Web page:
5. Be clever with social media – Take as much care of your Facebook profile as you do of your Linkedin profile. Businesses across the board (of all sizes) are ignoring the digital footprint of potential candidates: only 17% would consider searching for candidates’ backgrounds on Google. Those that are combing social media for background information favour Facebook as a source of information over LinkedIn with only 23% consulting the professional network. Graduates today should be one step ahead of their employers in this, after all, you’ve grown up with social media – we’re just getting to grips with it!
Originally Posted On: thebigchoice.com
Why does a student majoring in English have to pay the same tuition as an engineering student with much higher earning potential? In a new working paper published by the National Bureau of Economic Research, one economist suggests looking at differential tuition—the practice of varying tuition costs across areas of study.
Using data from the Integrated Postsecondary Education Data System, Kevin M. Stange from the University of Michigan’s Gerald R. Ford School of Public Policy analyzed 50 universities that had instituted higher fees for their nursing, engineering and business majors between 1990 and 2008. Mr. Stange found that the effects of implementing differential tuition vary among groups of students and areas of study.
The share of degrees awarded in engineering and business decreased within three years after putting in place the differential tuition program. Nursing gained some graduates in spite of a boost in fees. Women and minorities were more likely to be negatively affected by increases in tuition than men and whites.
“Price does appear to be a policy lever through which state governments can alter the field composition of the workforce they are training with the public higher education system,” writes Mr. Stange.
Mr. Stange acknowledged that results may diverge with the inclusion of other types of schools, such as smaller public universities, private colleges and for-profit institutions. He also noted that other external factors can affect enrollment, such as how universities allocate the revenue collected from increased tuition costs.
The rationale behind differential tuition is that fees for majors should align with program-specific teaching costs and post-graduation income potential. Critics argue that differential tuition will discourage student exploration, adversely affect low-income students and make it to difficult to increase participation in science and math fields, which are often the areas of study to see higher fees with differential tuition programs.
Differential tuition has been gaining popularity over the last three decades. In a 2011 survey conducted by the Cornell Higher Education Research Institute, researchers found 143 public academic institutions offering some form of differential tuition. The results marked a significant jump — the practice of charging different rates for different majors was largely unheard-of in the 1980s.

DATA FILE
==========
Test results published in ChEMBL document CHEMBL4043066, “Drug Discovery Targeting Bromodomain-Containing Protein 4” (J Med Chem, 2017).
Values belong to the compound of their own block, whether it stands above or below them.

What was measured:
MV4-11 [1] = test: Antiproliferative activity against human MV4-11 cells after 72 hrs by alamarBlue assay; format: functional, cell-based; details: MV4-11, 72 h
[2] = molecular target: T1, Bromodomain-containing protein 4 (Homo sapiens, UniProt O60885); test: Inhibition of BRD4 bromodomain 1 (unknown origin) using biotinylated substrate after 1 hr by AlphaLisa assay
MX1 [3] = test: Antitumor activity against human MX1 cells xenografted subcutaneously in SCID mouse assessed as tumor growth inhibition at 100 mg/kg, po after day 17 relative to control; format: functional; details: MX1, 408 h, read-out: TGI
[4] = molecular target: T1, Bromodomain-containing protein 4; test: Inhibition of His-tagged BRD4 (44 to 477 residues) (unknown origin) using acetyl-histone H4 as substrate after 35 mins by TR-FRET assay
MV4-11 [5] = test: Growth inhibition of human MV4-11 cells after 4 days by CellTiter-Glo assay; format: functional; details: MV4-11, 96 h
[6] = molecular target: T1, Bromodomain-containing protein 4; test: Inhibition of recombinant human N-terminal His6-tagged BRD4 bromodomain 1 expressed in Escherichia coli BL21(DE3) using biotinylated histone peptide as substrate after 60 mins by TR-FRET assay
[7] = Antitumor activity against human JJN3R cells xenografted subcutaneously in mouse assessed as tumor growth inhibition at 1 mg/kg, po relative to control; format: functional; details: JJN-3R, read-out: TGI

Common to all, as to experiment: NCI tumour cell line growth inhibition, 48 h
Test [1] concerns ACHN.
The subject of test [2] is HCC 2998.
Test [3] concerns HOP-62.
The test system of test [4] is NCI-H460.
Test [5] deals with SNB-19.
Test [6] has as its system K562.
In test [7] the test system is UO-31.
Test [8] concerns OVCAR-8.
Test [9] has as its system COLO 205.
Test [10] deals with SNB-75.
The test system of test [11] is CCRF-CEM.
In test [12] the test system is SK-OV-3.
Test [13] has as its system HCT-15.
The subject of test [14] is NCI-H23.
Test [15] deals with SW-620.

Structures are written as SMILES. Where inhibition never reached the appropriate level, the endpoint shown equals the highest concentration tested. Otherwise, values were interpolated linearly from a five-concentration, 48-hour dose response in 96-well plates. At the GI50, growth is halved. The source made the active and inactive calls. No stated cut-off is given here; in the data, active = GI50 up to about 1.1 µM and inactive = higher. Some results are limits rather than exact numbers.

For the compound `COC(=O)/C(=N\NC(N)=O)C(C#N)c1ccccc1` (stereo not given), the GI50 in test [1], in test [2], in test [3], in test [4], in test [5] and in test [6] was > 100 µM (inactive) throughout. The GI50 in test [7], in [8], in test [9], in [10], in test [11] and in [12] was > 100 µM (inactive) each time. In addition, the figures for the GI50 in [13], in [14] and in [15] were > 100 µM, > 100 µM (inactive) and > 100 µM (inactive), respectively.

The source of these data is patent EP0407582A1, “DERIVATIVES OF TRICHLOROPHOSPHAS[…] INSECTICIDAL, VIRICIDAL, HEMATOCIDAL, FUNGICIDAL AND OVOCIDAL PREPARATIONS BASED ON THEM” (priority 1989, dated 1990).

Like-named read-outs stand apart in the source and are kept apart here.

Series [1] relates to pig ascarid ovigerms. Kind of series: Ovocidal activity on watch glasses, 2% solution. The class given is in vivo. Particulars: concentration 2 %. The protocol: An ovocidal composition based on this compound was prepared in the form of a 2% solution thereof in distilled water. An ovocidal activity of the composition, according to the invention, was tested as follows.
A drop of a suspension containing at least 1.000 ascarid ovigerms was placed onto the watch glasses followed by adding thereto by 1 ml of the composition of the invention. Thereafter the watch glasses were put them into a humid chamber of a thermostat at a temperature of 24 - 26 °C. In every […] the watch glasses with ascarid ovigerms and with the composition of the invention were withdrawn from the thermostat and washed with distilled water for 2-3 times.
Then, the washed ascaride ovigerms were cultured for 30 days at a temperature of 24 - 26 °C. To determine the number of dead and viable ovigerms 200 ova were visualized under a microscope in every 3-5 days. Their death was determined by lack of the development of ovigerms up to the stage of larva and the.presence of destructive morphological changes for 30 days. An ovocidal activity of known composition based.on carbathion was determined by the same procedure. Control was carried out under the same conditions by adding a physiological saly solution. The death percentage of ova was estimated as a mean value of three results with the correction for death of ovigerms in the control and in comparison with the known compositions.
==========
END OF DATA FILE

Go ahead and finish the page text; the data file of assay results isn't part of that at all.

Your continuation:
Originally Posted On: blogs.wsj.com By: Khadeeja Safdar
The long enrollment boom that swelled American colleges — and helped drive up their prices — is over, with grim implications for many schools.
College enrollment fell 2 percent in 2012-13, the first significant decline since the 1990s, but nearly all of that drop hit for-profit and community colleges; now, signs point to 2013-14 being the year when traditional four-year, nonprofit colleges begin a contraction that will last for several years. The college-age population is dropping after more than a decade of sharp growth, and many adults who opted out of a forbidding job market and went back to school during the recession have been drawn back to work by the economic recovery.
Hardest hit are likely to be colleges that do not rank among the wealthiest or most prestigious, and are heavily dependent on tuition revenue, raising questions about their financial health — even their survival.
“There are many institutions that are on the margin, economically, and are very concerned about keeping their doors open if they can’t hit their enrollment numbers,” said David A. Hawkins, the director of public policy and research at the National Association for College Admission Counseling, which has more than 1,000 member colleges.
The most competitive colleges remain unaffected, but gaining admission to middle-tier institutions will most likely get easier.
Colleges fear that their high prices and the concern over rising student debt are turning people away, and on Wednesday, President Obama again challenged them to rein in tuition increases. Colleges have resorted to deeper discounts and accelerated degree programs. In all, the four-year residential college experience as a presumed rite of passage for middle-class students is coming under scrutiny.